A few weeks ago, my friend and I decided to go for a weekend detox. After a holiday season of endless parties and birthdays, our bodies felt bloated and depleted. Entirely too much fried party appetizers, cocktails, and salty/sugary treats had run havoc with our systems, and we needed to start fresh.
We were familiar with Canyon Ranch, in The Berkshires of Massachusetts, a beautiful estate in Lenox (its flagship location is in Tucson, Arizona). It’s the sort of facility a starlet like Lindsay Lohan may attend to deal with “exhaustion.” For three days we’d have limited dairy, refined sugar, and salt—and no alcohol.
At first, the concept of giving up my wine was way harder for me to stomach than any of the food options. I was excited—lock me in a wellness resort with only healthy food options and endless meditation and yoga for a few days. Maybe I’ll develop a few good habits! Or, at least, take a break from my favorite bad ones.
We know that the ideology of eating right is to not diet. Dieting doesn’t work. We’ve all done them—I did incredibly well on South Beach Diet’s good fat/good carb plan once upon a time—but then ultimately, you reach your goal, stop your diet, and end up exactly where you started out. The key is lifestyle changes, versus self-deprivation, and the meals at Canyon Ranch were about eating healthy but attractive cooking…but simply eating less. The portions were laughably small, but we were allowed to have endless fresh veggies from the salad bar. We were being schooled in making good decisions. For me, this was a hard nut to swallow. (Nuts, by the way, are good for you, but at Canyon Ranch, they are super-limited—those calories load up, fast!)
I remember once watching Oprah with my mom, around the time Oprah lost a ton of weight. I lamented to my mom: “How did she do that?” My mom responded, sagely, that if we had the money for a personal chef creating healthy gourmet foods, we could, too. At Canyon Ranch, it was if said personal chef was in my home kitchen. All of our meals were made with little or no butter, oil, salt or sugar. You may be able to score a veggie burger, but it’ll be cheese-free, on thin, cracker-like sprouted bread, and don’t even dream of there being a fry in sight. My friend asked the waiter for mayo. I almost dropped my ice water at the tension that followed.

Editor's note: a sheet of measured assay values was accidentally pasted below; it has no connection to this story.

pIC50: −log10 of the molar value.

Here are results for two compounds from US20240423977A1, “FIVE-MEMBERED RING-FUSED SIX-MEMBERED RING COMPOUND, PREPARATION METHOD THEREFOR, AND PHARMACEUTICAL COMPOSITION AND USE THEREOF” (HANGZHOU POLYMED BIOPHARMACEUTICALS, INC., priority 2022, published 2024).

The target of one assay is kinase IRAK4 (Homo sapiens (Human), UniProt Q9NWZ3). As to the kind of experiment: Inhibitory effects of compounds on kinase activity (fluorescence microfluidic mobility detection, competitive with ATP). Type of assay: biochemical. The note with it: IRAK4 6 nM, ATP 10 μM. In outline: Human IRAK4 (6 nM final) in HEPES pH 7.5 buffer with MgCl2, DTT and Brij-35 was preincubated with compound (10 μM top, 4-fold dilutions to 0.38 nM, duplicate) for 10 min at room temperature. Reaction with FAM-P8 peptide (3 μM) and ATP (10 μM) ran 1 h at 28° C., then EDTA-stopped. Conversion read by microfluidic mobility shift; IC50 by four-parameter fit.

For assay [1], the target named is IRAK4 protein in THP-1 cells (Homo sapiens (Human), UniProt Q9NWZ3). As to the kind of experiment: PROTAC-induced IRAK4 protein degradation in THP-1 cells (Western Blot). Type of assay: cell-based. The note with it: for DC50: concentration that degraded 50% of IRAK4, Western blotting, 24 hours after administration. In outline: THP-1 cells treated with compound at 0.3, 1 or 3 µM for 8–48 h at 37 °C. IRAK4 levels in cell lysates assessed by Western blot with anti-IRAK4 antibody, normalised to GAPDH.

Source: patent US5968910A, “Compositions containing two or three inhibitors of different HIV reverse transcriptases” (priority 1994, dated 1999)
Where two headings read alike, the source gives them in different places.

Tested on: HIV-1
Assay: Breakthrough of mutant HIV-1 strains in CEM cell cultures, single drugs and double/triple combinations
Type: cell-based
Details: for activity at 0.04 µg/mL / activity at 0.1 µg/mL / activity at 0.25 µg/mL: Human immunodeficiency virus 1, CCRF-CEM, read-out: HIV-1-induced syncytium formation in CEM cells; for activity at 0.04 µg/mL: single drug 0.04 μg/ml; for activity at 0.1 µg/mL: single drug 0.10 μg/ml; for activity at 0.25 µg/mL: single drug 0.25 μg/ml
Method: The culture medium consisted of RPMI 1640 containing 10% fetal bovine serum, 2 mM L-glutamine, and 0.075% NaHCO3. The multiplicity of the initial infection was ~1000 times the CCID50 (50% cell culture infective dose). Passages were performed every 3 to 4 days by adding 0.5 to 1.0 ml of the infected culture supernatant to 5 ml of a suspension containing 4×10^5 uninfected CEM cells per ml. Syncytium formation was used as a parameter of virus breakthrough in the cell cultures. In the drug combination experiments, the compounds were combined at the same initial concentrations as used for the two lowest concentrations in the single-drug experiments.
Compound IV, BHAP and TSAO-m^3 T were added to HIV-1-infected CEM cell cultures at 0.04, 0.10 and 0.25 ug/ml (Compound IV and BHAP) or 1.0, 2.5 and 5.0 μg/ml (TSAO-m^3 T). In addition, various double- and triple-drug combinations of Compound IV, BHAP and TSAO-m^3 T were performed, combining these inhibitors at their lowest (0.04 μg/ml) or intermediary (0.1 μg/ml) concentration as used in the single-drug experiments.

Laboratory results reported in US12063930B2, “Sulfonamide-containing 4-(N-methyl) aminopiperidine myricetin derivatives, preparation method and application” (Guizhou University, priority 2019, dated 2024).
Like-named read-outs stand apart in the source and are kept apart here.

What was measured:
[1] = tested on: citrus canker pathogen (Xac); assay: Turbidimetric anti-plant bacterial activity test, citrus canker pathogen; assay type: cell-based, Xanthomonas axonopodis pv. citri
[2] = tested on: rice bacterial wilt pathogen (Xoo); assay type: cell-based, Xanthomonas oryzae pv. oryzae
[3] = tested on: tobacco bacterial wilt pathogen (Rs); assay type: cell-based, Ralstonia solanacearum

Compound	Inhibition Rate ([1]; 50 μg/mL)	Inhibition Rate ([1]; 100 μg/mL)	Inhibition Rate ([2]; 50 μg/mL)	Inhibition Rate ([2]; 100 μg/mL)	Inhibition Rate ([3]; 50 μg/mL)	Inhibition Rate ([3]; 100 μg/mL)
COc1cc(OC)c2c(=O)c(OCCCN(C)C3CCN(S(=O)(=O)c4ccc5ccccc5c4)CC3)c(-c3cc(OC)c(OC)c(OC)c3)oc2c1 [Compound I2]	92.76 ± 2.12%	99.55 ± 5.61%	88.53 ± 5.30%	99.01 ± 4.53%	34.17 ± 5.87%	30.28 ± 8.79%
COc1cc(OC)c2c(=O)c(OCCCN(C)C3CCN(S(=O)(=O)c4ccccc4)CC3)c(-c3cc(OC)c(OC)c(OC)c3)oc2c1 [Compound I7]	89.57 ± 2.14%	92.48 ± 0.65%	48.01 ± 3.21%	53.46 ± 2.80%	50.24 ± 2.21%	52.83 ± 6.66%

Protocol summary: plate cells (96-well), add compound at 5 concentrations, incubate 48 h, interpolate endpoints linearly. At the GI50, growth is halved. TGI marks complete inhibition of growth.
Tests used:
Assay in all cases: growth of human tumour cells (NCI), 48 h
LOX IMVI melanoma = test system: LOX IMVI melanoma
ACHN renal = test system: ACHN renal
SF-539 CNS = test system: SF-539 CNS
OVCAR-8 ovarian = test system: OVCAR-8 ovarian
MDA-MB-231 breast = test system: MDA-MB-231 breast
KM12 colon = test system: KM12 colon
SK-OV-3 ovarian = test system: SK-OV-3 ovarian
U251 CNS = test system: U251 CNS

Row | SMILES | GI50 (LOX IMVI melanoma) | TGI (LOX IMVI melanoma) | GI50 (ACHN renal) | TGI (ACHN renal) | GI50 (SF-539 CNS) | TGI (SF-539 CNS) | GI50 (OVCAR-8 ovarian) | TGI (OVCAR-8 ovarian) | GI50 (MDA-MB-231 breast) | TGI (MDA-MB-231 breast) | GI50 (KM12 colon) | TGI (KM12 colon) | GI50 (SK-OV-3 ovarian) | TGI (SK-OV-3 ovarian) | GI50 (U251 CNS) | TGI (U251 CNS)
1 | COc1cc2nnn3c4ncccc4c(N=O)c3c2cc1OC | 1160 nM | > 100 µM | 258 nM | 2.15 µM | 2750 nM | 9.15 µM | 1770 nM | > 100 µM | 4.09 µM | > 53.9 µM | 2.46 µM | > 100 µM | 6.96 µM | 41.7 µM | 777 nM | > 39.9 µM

(For the record, he did deliver. Fresh mayo made on the premises, no less.)
Because of the small portion sizes, after the first meal, my friend Bryce and I started to stockpile sides and appetizers. Yes, we had access to local roasted mushrooms in black truffle oil with fresh dill—but what they don’t reveal (until the, well, reveal) is that you are only getting about three mushrooms. Same for if you choose the grilled artichoke. Enjoy your artichoke. Singular. Even more frightening, each and every dish you order—from that single artichoke to the tiny piece of steamed fish as your amuse-bouche—comes with a scary string of nutrition data after it on the menu. Yes, I now know exactly how much fat and carbs and sodium are in a grilled artichoke. And an egg white. And in a tiny supplement of goat cheese.
The low point of my initial dinner was probably when I ordered the parsnip bisque— delicious, with crispy sage and crushed hazelnut—and it was delivered in a teacup. A half-filled one, at that.
Frequent small portions are difficult to swallow. (Actually, they are easy to swallow; I was famished.) But it was fascinating to see people in the dining room, popping in for meals between back-to-back fitness classes. I wasn’t about that. You take away my sugar, you take away my ambition. While Bryce took a try at circuit training, I vowed to meet her for lunch after meditation.
I may have indeed been the Lindsay Lohan of Canyon Ranch—rebel all the way, without any toxins or alcohol.
I went into the weekend thinking that lacking my nightly glass of wine would be the issue. Could I feasibly swap wine and martinis for green juice and mineral water? Could I forego lattes for herbal tea? Ultimately, I discovered that wasn’t the difficult part. The meals were light and simple and small, but when paired with the salad bar, ultimately pretty well balanced. I did miss salt though, severely. As someone who never considered herself “into” salt, I realized that everywhere I have eaten, maybe forever, had been routinely oversalting food and I didn’t even realize.
By the time we left the weekend, Bryce had a healthy eating and fitness plan, and I was texting my friend back in Brooklyn, making plans to meet for margaritas and nacho fries that night upon my return. If we were in a luxe game of Survivor, I absolutely was thrown off the island. Bryce would have survived until the next episode.
But my weekend of clean eating was not a failure. I did learn that while my body wasn’t ready for full-on clean eating, it absolutely needed to take some time for restorative yoga and relaxation. And while my life once again involves wine and sugar, I’ve taken some lessons away: food needs salt to have taste, but does it need as much salt as I have been using? Probably not. Whole grains simply taste better, and if you add tons of sparkling water and fresh veggies to every meal, you just end up eating less of the other stuff. So, maybe I’m eating cleaner, thanks to Canyon Ranch. But I’m still a whole lot of dirty!
Aly Walansky is a lifestyles writer based in New York City. Her greatest loves include her shih tsu, soap operas, and extra dirty martinis. Follow her on twitter at @AlyWalansky.